09-20-2019  9:44 pm   •   PDX Weather    •   SEA weather  
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NORTHWEST NEWS

New Treasurer Steps In At Multnomah Dems

Self-described ‘boring guy’ Dean Price steps in amid party tensions

Governor's Lawyer Declines Court Nod Amid Uproar

Misha Isaak has declined his appointment by Gov. Kate Brown to the Court of Appeals after the state's public records advocate accused him of unethical behavior

Resignation of Oregon Public Records Advocate Stirs Doubts

Ginger McCall says Brown's general counsel pressured her to secretly advocate for governor's office

NEWS BRIEFS

Mac Group Returns to GFO Sept. 25

User group to cover email, iCloud and more ...

Johnell Bell Named to National Small Business Leadership Council

Portland small business owner joins National Economic Development Association ...

Buffalo Soldier Dedication to Be Held at Fort Vancouver on Saturday, Sept. 21

The installation will be the first African-American memorial in the city of Vancouver ...

Africa-America Institute Set to Honor Angola, New York Times Magazine, and Netflix Film During 35th Annual Awards Gala

New York City’s premiere Africa event takes place during the week of the United Nations General Assembly’s 73rd session. ...

YouTube Originals Debuts Michelle Obama’s Reacher College Prep Course

‘A Student’s Guide to Your First Year of College’ debuted last week ...

Portland students join global climate protests

PORTLAND, Ore. (AP) — Thousands of students demanding action on the global climate crisis walked out of class in Portland, Oregon, part of global protests that stretched from Australia to South America.KOIN reports that students rallied Friday outside City Hall, making demands of Mayor Ted...

Prosecutors say key witness lied in motorcycle gang trial

LAS VEGAS (AP) — Prosecutors have asked a judge in Las Vegas to throw out the testimony of a key witness in a federal racketeering trial after they say he lied on the witness stand.The trial stems from a 2011 shootout that killed a rival Hells Angels leader in a northern Nevada...

South Carolina tries to keep success against Missouri going

The only player on the Missouri roster who knows what it's like to beat South Carolina is Kelly Bryant, and the quarterback transfer didn't even accomplish the feat with the Tigers.He did it two years ago while playing for Clemson.The Tigers, who welcome South Carolina to Faurot Field for their SEC...

SEC building some of the top defenses in college football

While defenses are still a work in progress around the Southeastern Conference, they still rank as some of the best in college football.Florida leads the nation with 16 sacks, including 10 in the opener against rival Miami. Missouri, Tennessee and Georgia combined to shut out overmatched opponents...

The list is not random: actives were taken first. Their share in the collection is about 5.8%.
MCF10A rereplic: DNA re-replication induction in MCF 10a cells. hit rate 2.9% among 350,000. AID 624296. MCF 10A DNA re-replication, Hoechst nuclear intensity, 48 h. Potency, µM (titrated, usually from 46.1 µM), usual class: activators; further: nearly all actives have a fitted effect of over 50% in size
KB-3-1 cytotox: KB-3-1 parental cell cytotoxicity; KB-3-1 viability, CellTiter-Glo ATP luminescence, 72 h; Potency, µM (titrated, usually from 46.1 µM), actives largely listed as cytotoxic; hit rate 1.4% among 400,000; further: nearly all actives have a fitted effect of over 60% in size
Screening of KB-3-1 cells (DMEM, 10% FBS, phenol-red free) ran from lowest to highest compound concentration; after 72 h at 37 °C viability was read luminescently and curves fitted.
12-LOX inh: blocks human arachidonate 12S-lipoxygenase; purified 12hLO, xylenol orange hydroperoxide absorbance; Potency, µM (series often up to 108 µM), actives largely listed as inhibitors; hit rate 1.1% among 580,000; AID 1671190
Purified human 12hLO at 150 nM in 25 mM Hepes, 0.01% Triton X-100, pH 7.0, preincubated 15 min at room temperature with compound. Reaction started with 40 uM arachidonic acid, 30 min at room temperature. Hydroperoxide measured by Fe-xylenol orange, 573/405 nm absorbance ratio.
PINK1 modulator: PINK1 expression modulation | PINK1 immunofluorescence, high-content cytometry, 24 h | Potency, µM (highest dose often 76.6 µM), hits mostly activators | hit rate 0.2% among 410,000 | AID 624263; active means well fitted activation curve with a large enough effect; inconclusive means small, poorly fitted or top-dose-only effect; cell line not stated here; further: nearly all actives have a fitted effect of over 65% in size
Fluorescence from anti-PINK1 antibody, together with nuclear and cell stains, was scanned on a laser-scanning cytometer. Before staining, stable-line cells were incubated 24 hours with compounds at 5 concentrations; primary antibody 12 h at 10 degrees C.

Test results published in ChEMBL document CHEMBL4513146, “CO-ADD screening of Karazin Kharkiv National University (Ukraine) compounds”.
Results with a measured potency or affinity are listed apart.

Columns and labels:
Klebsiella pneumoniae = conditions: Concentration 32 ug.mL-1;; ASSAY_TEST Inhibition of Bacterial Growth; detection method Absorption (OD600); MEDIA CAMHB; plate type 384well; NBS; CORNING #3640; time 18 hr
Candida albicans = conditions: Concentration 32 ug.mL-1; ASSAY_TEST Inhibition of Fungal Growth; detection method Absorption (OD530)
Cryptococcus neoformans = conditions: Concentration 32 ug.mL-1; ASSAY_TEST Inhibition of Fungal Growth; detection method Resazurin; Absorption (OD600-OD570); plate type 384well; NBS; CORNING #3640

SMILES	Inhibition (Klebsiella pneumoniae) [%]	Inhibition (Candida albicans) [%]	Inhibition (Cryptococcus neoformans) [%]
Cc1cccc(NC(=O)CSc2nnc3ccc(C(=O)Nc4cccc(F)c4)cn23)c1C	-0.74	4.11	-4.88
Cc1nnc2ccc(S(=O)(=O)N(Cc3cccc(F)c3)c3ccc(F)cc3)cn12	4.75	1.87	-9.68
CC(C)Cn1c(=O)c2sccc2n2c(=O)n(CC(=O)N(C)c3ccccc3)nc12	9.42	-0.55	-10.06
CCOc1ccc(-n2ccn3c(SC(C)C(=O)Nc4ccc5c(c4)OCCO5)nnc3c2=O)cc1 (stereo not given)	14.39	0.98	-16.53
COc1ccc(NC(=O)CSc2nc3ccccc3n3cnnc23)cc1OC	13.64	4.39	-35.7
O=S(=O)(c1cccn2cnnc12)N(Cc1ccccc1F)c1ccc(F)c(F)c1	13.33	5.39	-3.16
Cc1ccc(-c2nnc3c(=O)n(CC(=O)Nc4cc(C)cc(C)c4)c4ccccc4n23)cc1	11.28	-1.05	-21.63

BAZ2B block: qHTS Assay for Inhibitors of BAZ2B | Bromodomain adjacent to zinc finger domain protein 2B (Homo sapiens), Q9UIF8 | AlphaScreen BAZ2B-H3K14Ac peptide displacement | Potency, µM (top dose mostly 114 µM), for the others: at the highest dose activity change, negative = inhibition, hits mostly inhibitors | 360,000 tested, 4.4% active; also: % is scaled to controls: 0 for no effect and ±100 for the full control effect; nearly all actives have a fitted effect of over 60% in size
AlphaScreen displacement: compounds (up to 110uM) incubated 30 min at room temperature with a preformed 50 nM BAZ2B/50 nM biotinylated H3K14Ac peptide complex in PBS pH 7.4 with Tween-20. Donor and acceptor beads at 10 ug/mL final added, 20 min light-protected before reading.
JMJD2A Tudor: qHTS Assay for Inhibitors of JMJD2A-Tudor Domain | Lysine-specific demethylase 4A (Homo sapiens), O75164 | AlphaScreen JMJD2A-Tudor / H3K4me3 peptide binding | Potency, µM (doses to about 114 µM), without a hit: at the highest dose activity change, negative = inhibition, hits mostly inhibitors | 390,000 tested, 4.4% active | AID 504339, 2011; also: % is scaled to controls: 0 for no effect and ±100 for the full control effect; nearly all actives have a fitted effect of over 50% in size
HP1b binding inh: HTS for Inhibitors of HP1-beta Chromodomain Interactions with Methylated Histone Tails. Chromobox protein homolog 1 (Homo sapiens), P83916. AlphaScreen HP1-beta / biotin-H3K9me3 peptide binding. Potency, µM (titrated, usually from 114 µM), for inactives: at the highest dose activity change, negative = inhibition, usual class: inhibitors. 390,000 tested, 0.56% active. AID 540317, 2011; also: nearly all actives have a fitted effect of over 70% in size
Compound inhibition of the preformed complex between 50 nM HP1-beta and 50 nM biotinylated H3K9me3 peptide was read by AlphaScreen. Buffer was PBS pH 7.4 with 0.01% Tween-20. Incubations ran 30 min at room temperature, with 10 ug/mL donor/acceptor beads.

OPINION

Why Would HUD Gut Its Own Disparate Impact Rule?

"You can’t expand housing rights by limiting civil protections. The ’D’ in HUD doesn’t stand for ‘Discrimination’" ...

Despite U.S. Open Loss, Serena Williams Is Still the Greatest of All Time

Serena Williams lost her bid for what would have been her sixth U.S. Open Singles title ...

Do Black Kids Deserve This Treatment in School?

Three White Pearland ISD employees are named in a federal lawsuit after humiliating a 13-year-old Black student by blackening his scalp with a Sharpie ...

Why I’m Visiting the Border

People of color are feeling less safe today and any day when we see the realities of domestic terrorism and racially-motivated acts of violence ...

AFRICAN AMERICANS IN THE NEWS

Trudeau's support holds after apology for wearing brownface

TORONTO (AP) — Canadian Prime Minister Justin Trudeau acknowledged that he let down his supporters — and all Canadians of color — by appearing years ago in brownface and blackface. Yet the scandal's fallout may be limited in a country without the harsh and still-divisive racial...

'Welcome back' - a reporter's fraught re-entry to Zimbabwe

HARARE, Zimbabwe (AP) — The immigration officer lifted his stamp to put the visa into my passport and I heaved a sigh of relief. But then my passport was taken by a smiling woman who asked, "Have you been to Zimbabwe before?"Through questioning she determined that I had worked as a...

2 Muslim men from Texas say American Airlines profiled them

DALLAS (AP) — Two Muslim men from Texas say American Airlines profiled them and canceled their flight after crew members said they "didn't feel comfortable" flying with the pair.Abderraoof Alkhawaldeh and Issam Abdallah said they filed a complaint with the U.S. Department of Transportation...

ENTERTAINMENT

'House Hunters' host Suzanne Whang dies at 57

LOS ANGELES (AP) — Suzanne Whang, whose smooth, calm voice provided the narration for HGTV's "House Hunters" for years, has died. She was 57.Her Tuesday death was confirmed Friday by her longtime agent, Eddie Culbertson. Whang first gained fame as the on-screen host of the show, where...

Chris Sullivan of 'This is Us' takes risks on the red carpet

NEW YORK (AP) — Chris Sullivan may or may not win at this weekend's Emmy Awards, but it's a sure bet that when he strikes a pose on the red carpet, his unconventional attire will make a statement.At past events, Sullivan has donned a top hat and cane, brightly colored flowered pants and...

Former Charlie Rose makeup artist sues, alleging harassment

NEW YORK (AP) — The former chief makeup artist at Charlie Rose's interview show is suing him, saying the disgraced television journalist ran a "toxic work environment" for women.Gina Riggi said in her harassment lawsuit filed Thursday that she worked for 22 years for Rose and Bloomberg, the...